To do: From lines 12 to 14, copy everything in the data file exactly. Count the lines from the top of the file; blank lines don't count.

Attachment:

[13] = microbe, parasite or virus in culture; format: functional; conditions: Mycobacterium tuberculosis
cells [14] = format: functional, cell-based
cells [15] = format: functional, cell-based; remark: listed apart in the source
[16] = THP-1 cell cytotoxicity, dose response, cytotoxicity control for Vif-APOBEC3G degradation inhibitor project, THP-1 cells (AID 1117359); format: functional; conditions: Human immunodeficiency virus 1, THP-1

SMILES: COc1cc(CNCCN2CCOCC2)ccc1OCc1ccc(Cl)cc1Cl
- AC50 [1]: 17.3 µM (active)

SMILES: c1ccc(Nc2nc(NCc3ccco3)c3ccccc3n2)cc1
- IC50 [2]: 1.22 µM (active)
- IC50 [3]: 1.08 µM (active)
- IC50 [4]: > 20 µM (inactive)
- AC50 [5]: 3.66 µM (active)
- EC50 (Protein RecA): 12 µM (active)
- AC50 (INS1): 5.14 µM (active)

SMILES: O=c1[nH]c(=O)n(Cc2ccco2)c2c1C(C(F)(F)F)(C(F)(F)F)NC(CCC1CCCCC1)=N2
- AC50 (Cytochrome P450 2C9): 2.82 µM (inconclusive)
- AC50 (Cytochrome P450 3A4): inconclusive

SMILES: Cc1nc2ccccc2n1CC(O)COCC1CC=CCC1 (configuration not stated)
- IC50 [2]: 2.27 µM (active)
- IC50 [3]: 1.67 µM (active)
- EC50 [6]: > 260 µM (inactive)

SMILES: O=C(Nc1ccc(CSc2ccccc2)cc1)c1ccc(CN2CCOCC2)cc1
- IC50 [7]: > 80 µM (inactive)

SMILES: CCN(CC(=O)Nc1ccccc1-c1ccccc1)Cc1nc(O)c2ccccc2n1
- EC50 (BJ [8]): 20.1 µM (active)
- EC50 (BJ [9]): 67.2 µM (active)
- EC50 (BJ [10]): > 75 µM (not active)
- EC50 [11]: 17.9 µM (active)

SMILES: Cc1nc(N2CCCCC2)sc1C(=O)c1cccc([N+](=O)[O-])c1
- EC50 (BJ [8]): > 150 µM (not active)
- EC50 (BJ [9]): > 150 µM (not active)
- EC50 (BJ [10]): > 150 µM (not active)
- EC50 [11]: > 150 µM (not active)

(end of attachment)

- EC50 (Protein RecA): 12 µM (active)
- AC50 (INS1): 5.14 µM (active)

SMILES: O=c1[nH]c(=O)n(Cc2ccco2)c2c1C(C(F)(F)F)(C(F)(F)F)NC(CCC1CCCCC1)=N2